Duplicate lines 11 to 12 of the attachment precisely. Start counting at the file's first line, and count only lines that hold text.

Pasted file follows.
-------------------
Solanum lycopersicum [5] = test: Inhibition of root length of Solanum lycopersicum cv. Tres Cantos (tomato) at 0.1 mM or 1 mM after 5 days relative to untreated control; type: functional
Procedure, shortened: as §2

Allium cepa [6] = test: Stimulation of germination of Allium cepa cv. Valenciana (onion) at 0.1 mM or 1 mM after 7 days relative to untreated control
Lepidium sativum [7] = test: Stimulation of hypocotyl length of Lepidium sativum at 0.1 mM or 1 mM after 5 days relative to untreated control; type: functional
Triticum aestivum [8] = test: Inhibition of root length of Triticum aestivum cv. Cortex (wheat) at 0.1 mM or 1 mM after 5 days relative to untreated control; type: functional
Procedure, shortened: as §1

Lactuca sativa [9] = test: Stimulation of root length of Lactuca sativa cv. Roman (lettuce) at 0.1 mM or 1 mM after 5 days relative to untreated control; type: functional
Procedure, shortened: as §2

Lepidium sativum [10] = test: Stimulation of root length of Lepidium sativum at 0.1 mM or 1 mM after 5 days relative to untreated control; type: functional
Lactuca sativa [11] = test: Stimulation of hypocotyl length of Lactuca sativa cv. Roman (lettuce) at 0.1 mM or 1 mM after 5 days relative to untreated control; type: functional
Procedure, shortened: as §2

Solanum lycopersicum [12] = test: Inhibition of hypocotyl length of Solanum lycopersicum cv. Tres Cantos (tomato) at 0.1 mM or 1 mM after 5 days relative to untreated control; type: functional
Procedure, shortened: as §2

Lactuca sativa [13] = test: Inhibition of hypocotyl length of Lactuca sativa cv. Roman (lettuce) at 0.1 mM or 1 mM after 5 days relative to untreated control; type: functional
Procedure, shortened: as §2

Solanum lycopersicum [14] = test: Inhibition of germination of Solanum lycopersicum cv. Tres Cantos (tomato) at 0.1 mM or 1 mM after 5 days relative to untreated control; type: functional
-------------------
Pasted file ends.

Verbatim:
Procedure, shortened: as §2

Solanum lycopersicum [12] = test: Inhibition of hypocotyl length of Solanum lycopersicum cv. Tres Cantos (tomato) at 0.1 mM or 1 mM after 5 days relative to untreated control; type: functional